Designing services at scale
Effective service design at scale is more about mindset than methods
In September, we shared our observations on designing and delivering services at scale at Service Design in Government in Edinburgh. We talked about the risks and opportunities offered by different approaches to managing large portfolios of products and services. We also discussed some of the strategies that have been effective with our projects, and that have ultimately brought greater efficiencies and improved the lives of people engaging with those services.
What we mean by scale
Here’s what we mean by scale:
- national policies that have a long term impact
- services that are used nationally, across several regions or UK-wide
- large programmes of work that span multiple projects, teams, products and services
Observations from working at scale
As we reflected on our projects, we noticed 2 main structures for procuring or delivering work.
This first structure shows how a user’s journey through a service can be carved up by service stage. We have an end to end service divided up by service milestones or decision points. An organisation might set up project teams around the end to end of each stage.
This second structure shows more of an ecosystem of products and services which all support users with a specific goal or policy intent. The outer shape is that overarching goal, which all project teams are working towards, and these smaller shapes describe individual product/service teams. This is likely to evolve over time as decision makers commission pieces of work to support the specific goal or policy intent.
One structure isn’t any better than the other, but they both come with the same risks:
- the experience can become disjointed, with multiple start and end points
- product roadmaps can become out of sync, as different teams prioritise different user needs
- if there is poor awareness of what’s come before, or after an aspect of the service, it can result in the user having to repeat tasks or teams solving the same problem in different ways
- it can be easy to lose sight of the bigger picture of what users are trying to achieve
- services can end up reflecting the complex structure of an organisation, requiring the user to navigate this complexity
A disjointed user journey from one phase to the next
The overlaps, gaps and loss of the bigger picture across multiple projects
These aren’t easy things to solve, especially when work is in flight and deadlines and expectations have been set. As consultants, here are a few things we’ve learned that help de-risk larger programmes of work and ensure better outcomes for everyone.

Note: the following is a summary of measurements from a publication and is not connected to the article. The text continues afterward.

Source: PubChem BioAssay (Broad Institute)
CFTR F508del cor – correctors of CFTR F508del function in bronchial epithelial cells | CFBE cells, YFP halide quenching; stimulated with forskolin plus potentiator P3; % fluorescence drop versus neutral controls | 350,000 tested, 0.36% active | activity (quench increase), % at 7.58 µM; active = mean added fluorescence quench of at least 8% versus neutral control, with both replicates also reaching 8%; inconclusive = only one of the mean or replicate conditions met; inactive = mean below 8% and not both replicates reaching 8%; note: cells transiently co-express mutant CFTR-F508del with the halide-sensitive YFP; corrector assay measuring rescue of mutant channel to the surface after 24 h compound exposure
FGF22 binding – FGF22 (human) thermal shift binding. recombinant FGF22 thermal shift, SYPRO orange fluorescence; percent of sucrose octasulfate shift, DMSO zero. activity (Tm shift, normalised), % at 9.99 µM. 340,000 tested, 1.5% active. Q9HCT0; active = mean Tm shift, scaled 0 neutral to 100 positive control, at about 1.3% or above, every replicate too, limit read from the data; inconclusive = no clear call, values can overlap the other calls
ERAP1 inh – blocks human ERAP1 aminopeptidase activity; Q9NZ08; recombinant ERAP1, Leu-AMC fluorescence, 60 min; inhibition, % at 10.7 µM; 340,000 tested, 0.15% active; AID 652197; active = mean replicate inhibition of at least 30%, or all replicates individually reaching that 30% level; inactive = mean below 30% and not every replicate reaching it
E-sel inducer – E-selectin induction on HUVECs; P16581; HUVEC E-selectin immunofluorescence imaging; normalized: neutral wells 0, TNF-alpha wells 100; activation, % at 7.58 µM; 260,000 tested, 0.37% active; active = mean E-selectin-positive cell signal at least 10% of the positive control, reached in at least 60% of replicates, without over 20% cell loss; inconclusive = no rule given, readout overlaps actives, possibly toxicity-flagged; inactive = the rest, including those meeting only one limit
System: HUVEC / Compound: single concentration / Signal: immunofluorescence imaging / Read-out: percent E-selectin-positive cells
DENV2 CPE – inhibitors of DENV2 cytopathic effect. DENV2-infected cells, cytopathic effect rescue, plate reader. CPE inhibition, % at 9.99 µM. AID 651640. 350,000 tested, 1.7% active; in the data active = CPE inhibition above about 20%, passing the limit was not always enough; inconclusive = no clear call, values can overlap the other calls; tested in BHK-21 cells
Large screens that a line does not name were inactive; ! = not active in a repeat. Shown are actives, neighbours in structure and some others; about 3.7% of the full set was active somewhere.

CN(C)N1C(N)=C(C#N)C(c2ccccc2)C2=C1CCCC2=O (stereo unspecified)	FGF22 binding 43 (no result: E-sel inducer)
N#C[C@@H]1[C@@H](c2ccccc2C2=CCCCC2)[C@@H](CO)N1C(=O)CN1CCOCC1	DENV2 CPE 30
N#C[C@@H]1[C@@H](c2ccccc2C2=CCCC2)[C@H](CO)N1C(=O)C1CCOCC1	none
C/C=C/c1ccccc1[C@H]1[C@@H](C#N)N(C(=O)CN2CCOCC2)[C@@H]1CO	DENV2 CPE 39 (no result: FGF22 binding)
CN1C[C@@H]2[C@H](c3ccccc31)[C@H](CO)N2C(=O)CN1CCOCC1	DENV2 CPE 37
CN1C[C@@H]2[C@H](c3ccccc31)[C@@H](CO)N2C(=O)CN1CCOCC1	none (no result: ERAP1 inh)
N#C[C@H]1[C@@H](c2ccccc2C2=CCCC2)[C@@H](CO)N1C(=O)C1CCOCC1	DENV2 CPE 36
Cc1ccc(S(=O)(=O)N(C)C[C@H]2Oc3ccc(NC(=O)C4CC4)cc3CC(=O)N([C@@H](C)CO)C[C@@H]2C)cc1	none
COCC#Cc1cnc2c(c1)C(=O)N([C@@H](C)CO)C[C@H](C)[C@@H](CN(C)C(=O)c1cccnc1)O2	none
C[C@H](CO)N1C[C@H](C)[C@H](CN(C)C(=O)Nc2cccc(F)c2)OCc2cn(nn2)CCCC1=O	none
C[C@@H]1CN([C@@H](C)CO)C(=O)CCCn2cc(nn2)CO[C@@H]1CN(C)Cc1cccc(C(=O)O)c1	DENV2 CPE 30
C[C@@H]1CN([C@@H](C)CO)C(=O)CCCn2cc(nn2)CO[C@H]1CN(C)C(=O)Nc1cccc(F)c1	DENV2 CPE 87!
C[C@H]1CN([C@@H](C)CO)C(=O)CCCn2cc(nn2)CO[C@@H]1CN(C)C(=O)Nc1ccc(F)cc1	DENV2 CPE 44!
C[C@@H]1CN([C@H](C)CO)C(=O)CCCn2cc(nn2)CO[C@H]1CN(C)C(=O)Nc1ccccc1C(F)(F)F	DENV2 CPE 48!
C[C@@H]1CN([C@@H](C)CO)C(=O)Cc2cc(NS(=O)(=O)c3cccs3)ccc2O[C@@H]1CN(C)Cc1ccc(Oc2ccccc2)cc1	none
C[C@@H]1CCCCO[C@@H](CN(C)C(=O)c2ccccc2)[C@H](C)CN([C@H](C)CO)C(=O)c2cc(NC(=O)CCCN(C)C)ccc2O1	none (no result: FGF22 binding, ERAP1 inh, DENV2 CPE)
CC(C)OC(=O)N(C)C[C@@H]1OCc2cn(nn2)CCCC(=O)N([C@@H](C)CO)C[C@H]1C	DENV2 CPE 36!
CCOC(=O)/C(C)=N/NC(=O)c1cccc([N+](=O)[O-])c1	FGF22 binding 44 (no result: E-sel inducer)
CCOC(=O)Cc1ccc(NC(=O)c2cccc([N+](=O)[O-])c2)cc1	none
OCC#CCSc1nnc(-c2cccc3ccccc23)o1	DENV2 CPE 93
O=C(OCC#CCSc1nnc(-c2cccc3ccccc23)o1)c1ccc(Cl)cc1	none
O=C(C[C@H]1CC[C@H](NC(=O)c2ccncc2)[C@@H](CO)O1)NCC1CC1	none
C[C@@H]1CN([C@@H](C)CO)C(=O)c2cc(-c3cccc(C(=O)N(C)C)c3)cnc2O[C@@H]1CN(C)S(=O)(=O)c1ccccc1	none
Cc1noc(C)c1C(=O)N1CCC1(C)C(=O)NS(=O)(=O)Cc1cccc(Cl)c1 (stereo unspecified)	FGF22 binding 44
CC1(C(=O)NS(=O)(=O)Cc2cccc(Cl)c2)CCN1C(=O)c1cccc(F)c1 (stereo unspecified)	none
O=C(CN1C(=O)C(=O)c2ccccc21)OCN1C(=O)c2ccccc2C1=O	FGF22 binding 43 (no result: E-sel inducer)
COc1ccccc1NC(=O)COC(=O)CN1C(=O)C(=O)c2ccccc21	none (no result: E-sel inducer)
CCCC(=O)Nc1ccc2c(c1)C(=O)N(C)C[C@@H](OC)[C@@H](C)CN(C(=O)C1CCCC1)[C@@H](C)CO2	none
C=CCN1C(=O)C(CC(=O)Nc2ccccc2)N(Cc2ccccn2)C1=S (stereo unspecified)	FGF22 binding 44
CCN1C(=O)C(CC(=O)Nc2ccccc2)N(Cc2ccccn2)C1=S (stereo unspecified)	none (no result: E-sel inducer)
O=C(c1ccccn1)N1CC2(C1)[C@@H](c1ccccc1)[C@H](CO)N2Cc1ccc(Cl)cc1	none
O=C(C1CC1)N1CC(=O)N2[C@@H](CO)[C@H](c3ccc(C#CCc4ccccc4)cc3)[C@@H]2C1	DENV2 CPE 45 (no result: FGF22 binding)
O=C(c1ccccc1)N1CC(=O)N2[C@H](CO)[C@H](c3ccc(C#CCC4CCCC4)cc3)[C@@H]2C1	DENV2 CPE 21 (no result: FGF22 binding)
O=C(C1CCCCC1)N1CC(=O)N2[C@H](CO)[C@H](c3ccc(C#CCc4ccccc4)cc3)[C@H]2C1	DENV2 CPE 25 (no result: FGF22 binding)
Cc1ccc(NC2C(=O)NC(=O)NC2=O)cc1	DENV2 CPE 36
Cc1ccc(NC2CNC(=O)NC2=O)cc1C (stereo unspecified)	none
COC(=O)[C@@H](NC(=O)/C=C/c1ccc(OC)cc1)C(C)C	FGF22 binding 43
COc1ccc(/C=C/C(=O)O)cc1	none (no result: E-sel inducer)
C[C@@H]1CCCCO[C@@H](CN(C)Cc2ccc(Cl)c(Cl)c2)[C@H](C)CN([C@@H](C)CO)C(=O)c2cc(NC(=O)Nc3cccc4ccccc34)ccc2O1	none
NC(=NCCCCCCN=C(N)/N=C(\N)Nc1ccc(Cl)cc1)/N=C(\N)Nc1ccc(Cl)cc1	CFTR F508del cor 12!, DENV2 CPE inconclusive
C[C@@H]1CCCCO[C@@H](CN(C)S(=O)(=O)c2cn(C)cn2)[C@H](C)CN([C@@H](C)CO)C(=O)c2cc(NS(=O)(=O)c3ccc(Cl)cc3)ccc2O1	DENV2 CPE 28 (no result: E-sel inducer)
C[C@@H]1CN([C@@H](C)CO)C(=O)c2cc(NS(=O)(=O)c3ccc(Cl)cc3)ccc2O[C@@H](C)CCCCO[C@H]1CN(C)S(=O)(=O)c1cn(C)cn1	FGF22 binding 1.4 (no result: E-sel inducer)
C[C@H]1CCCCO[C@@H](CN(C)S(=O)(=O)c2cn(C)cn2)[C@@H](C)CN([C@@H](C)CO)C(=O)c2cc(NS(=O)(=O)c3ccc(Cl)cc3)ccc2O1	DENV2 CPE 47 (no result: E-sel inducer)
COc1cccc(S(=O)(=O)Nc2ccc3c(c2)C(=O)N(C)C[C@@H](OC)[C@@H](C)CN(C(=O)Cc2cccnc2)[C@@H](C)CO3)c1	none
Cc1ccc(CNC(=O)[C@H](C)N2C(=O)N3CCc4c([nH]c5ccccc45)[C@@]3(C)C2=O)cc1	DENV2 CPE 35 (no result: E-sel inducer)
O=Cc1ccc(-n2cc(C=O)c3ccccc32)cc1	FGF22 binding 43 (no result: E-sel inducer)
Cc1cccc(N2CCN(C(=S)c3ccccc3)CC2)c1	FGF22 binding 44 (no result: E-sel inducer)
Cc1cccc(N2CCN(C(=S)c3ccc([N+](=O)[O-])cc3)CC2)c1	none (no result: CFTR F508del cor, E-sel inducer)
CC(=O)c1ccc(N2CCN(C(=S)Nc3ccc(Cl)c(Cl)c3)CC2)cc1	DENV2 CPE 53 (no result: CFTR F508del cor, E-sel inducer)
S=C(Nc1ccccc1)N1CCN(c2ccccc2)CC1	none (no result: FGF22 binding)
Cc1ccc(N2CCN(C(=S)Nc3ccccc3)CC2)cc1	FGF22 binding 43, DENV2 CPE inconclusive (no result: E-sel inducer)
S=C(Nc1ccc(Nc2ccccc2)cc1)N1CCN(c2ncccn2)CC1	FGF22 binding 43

It’s a relay not a marathon
This is about a mindset rather than particular methods.
Don’t be a hero
As a consultant joining a team, it can be easy to fall into a hero mentality. We feel pressure to deliver, but you’re not there to swoop in and fix everything. It’s likely that lots of work has been done before you joined. Use your skills and platform as an external party to make the most of, and build up, the work that has come before you.
Focus on your soft skills
Don’t underestimate the soft skills required to embed yourself within a team or organisation. Developing trusting relationships is just as important as delivering quality work. It can take time to find the right connections, and to get space for reflection and conversation.
Make it easy for those who follow you
As a consultant, your time in an organisation is temporary. Ensure your team’s contribution is easy to build from by planning for those who will come after you.
Evolve your practice
Every organisation and project deserves an approach individualised to their context. Whether it’s a government department or a charity, to be able to do service design at this scale you need to understand the environment you’re working within. We need to continually reflect on and evolve our practice – using our ability to be creative and solve problems in a way that makes sense for the people we’re working with.
Find your Park Ranger
Fixing problems at scale can be informed from the ground up, but it often needs an ally at the top who can champion those difficult decisions. Use your skills to tell compelling stories and highlight the opportunities and risks to delivering outcomes. Work with your allies to communicate the bigger picture (the forest) over and above individual product details (the trees).
Resources we like
If you’d like to dig deeper, we’d recommend these blog posts and videos: